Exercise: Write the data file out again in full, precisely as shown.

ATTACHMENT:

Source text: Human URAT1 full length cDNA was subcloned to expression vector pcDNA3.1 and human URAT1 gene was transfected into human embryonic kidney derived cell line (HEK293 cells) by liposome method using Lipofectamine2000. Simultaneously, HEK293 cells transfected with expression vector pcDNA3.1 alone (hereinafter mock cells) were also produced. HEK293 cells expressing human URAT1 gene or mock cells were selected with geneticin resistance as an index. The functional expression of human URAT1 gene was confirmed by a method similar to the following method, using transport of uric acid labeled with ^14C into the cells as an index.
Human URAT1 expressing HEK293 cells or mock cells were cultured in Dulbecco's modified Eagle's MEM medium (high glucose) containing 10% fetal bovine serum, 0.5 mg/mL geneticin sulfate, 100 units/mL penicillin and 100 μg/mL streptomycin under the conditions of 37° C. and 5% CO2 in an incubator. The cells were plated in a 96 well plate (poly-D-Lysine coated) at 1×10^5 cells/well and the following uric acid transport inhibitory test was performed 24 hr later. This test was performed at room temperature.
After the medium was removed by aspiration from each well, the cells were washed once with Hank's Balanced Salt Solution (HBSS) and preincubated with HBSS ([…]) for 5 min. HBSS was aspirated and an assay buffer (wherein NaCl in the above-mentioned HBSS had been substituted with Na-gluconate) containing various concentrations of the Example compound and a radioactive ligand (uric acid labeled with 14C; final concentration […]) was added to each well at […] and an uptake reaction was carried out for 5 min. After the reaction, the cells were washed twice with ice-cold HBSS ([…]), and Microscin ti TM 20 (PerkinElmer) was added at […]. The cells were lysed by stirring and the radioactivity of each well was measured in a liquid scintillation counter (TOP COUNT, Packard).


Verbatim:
Source text: Human URAT1 full length cDNA was subcloned to expression vector pcDNA3.1 and human URAT1 gene was transfected into human embryonic kidney derived cell line (HEK293 cells) by liposome method using Lipofectamine2000. Simultaneously, HEK293 cells transfected with expression vector pcDNA3.1 alone (hereinafter mock cells) were also produced. HEK293 cells expressing human URAT1 gene or mock cells were selected with geneticin resistance as an index. The functional expression of human URAT1 gene was confirmed by a method similar to the following method, using transport of uric acid labeled with ^14C into the cells as an index.
Human URAT1 expressing HEK293 cells or mock cells were cultured in Dulbecco's modified Eagle's MEM medium (high glucose) containing 10% fetal bovine serum, 0.5 mg/mL geneticin sulfate, 100 units/mL penicillin and 100 μg/mL streptomycin under the conditions of 37° C. and 5% CO2 in an incubator. The cells were plated in a 96 well plate (poly-D-Lysine coated) at 1×10^5 cells/well and the following uric acid transport inhibitory test was performed 24 hr later. This test was performed at room temperature.
After the medium was removed by aspiration from each well, the cells were washed once with Hank's Balanced Salt Solution (HBSS) and preincubated with HBSS ([…]) for 5 min. HBSS was aspirated and an assay buffer (wherein NaCl in the above-mentioned HBSS had been substituted with Na-gluconate) containing various concentrations of the Example compound and a radioactive ligand (uric acid labeled with 14C; final concentration […]) was added to each well at […] and an uptake reaction was carried out for 5 min. After the reaction, the cells were washed twice with ice-cold HBSS ([…]), and Microscin ti TM 20 (PerkinElmer) was added at […]. The cells were lysed by stirring and the radioactivity of each well was measured in a liquid scintillation counter (TOP COUNT, Packard).